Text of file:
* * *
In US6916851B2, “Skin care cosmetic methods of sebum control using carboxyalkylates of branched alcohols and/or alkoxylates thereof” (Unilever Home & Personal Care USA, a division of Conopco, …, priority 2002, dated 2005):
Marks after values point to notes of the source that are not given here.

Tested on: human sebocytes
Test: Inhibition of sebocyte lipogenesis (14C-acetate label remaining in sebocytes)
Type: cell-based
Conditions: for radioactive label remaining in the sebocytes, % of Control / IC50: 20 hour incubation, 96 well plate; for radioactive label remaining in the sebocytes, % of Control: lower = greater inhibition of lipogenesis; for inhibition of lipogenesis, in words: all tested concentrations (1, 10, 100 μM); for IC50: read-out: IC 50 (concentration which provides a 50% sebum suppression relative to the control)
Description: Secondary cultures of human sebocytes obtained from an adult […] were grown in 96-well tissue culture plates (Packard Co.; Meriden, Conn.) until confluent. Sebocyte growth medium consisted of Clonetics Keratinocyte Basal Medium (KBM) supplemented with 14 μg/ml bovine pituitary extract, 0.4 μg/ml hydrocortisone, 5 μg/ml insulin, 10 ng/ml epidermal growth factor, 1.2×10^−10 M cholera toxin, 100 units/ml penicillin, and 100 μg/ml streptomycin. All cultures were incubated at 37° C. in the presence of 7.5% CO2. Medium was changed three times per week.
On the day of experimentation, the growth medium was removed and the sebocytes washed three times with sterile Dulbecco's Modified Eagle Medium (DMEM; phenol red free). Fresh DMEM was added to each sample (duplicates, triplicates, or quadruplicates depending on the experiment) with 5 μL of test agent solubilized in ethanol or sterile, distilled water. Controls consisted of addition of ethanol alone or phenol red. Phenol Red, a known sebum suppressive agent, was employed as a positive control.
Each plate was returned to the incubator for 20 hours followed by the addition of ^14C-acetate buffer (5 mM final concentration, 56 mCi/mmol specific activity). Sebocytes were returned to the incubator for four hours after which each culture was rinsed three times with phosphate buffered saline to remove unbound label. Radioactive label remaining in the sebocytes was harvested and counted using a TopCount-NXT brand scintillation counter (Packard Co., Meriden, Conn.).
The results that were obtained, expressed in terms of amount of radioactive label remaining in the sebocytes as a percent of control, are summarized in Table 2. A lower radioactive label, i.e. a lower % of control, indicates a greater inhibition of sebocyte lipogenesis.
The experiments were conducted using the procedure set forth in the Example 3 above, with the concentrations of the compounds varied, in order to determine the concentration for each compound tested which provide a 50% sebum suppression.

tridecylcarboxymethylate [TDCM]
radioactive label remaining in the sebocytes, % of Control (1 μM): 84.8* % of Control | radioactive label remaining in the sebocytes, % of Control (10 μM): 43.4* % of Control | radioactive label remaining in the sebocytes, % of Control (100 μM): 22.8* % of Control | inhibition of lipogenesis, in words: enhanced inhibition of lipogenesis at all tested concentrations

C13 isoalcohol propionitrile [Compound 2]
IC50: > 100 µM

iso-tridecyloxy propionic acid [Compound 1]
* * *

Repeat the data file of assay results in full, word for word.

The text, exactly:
In US6916851B2, “Skin care cosmetic methods of sebum control using carboxyalkylates of branched alcohols and/or alkoxylates thereof” (Unilever Home & Personal Care USA, a division of Conopco, …, priority 2002, dated 2005):
Marks after values point to notes of the source that are not given here.

Tested on: human sebocytes
Test: Inhibition of sebocyte lipogenesis (14C-acetate label remaining in sebocytes)
Type: cell-based
Conditions: for radioactive label remaining in the sebocytes, % of Control / IC50: 20 hour incubation, 96 well plate; for radioactive label remaining in the sebocytes, % of Control: lower = greater inhibition of lipogenesis; for inhibition of lipogenesis, in words: all tested concentrations (1, 10, 100 μM); for IC50: read-out: IC 50 (concentration which provides a 50% sebum suppression relative to the control)
Description: Secondary cultures of human sebocytes obtained from an adult […] were grown in 96-well tissue culture plates (Packard Co.; Meriden, Conn.) until confluent. Sebocyte growth medium consisted of Clonetics Keratinocyte Basal Medium (KBM) supplemented with 14 μg/ml bovine pituitary extract, 0.4 μg/ml hydrocortisone, 5 μg/ml insulin, 10 ng/ml epidermal growth factor, 1.2×10^−10 M cholera toxin, 100 units/ml penicillin, and 100 μg/ml streptomycin. All cultures were incubated at 37° C. in the presence of 7.5% CO2. Medium was changed three times per week.
On the day of experimentation, the growth medium was removed and the sebocytes washed three times with sterile Dulbecco's Modified Eagle Medium (DMEM; phenol red free). Fresh DMEM was added to each sample (duplicates, triplicates, or quadruplicates depending on the experiment) with 5 μL of test agent solubilized in ethanol or sterile, distilled water. Controls consisted of addition of ethanol alone or phenol red. Phenol Red, a known sebum suppressive agent, was employed as a positive control.
Each plate was returned to the incubator for 20 hours followed by the addition of ^14C-acetate buffer (5 mM final concentration, 56 mCi/mmol specific activity). Sebocytes were returned to the incubator for four hours after which each culture was rinsed three times with phosphate buffered saline to remove unbound label. Radioactive label remaining in the sebocytes was harvested and counted using a TopCount-NXT brand scintillation counter (Packard Co., Meriden, Conn.).
The results that were obtained, expressed in terms of amount of radioactive label remaining in the sebocytes as a percent of control, are summarized in Table 2. A lower radioactive label, i.e. a lower % of control, indicates a greater inhibition of sebocyte lipogenesis.
The experiments were conducted using the procedure set forth in the Example 3 above, with the concentrations of the compounds varied, in order to determine the concentration for each compound tested which provide a 50% sebum suppression.

tridecylcarboxymethylate [TDCM]
radioactive label remaining in the sebocytes, % of Control (1 μM): 84.8* % of Control | radioactive label remaining in the sebocytes, % of Control (10 μM): 43.4* % of Control | radioactive label remaining in the sebocytes, % of Control (100 μM): 22.8* % of Control | inhibition of lipogenesis, in words: enhanced inhibition of lipogenesis at all tested concentrations

C13 isoalcohol propionitrile [Compound 2]
IC50: > 100 µM

iso-tridecyloxy propionic acid [Compound 1]